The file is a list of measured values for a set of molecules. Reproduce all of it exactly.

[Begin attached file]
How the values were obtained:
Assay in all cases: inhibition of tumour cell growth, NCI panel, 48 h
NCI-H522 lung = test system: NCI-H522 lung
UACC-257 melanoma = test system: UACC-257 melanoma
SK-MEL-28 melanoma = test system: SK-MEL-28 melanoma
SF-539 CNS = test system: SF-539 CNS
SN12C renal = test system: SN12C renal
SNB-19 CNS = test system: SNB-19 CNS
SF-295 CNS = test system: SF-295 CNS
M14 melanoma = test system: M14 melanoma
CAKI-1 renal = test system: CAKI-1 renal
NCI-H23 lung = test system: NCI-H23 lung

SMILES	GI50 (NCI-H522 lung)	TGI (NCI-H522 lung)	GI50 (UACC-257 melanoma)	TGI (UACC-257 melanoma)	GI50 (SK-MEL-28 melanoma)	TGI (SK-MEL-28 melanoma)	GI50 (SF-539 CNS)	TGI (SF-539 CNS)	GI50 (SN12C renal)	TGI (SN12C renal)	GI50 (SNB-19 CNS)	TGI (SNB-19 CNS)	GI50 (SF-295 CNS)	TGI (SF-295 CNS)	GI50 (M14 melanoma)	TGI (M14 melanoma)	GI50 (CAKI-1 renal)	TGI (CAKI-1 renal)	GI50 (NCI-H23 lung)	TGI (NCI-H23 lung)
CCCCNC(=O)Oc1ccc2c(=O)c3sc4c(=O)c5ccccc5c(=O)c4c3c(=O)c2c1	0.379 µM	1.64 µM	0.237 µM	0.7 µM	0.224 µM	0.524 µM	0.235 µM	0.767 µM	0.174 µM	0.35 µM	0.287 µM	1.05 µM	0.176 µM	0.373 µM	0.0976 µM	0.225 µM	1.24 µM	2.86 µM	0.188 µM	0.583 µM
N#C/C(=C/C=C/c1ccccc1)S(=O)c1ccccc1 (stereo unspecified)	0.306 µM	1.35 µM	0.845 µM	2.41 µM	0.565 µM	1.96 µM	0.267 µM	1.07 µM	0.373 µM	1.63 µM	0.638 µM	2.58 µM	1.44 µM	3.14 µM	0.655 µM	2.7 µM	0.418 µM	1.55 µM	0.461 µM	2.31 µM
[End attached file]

How the values were obtained:
Assay in all cases: inhibition of tumour cell growth, NCI panel, 48 h
NCI-H522 lung = test system: NCI-H522 lung
UACC-257 melanoma = test system: UACC-257 melanoma
SK-MEL-28 melanoma = test system: SK-MEL-28 melanoma
SF-539 CNS = test system: SF-539 CNS
SN12C renal = test system: SN12C renal
SNB-19 CNS = test system: SNB-19 CNS
SF-295 CNS = test system: SF-295 CNS
M14 melanoma = test system: M14 melanoma
CAKI-1 renal = test system: CAKI-1 renal
NCI-H23 lung = test system: NCI-H23 lung

SMILES	GI50 (NCI-H522 lung)	TGI (NCI-H522 lung)	GI50 (UACC-257 melanoma)	TGI (UACC-257 melanoma)	GI50 (SK-MEL-28 melanoma)	TGI (SK-MEL-28 melanoma)	GI50 (SF-539 CNS)	TGI (SF-539 CNS)	GI50 (SN12C renal)	TGI (SN12C renal)	GI50 (SNB-19 CNS)	TGI (SNB-19 CNS)	GI50 (SF-295 CNS)	TGI (SF-295 CNS)	GI50 (M14 melanoma)	TGI (M14 melanoma)	GI50 (CAKI-1 renal)	TGI (CAKI-1 renal)	GI50 (NCI-H23 lung)	TGI (NCI-H23 lung)
CCCCNC(=O)Oc1ccc2c(=O)c3sc4c(=O)c5ccccc5c(=O)c4c3c(=O)c2c1	0.379 µM	1.64 µM	0.237 µM	0.7 µM	0.224 µM	0.524 µM	0.235 µM	0.767 µM	0.174 µM	0.35 µM	0.287 µM	1.05 µM	0.176 µM	0.373 µM	0.0976 µM	0.225 µM	1.24 µM	2.86 µM	0.188 µM	0.583 µM
N#C/C(=C/C=C/c1ccccc1)S(=O)c1ccccc1 (stereo unspecified)	0.306 µM	1.35 µM	0.845 µM	2.41 µM	0.565 µM	1.96 µM	0.267 µM	1.07 µM	0.373 µM	1.63 µM	0.638 µM	2.58 µM	1.44 µM	3.14 µM	0.655 µM	2.7 µM	0.418 µM	1.55 µM	0.461 µM	2.31 µM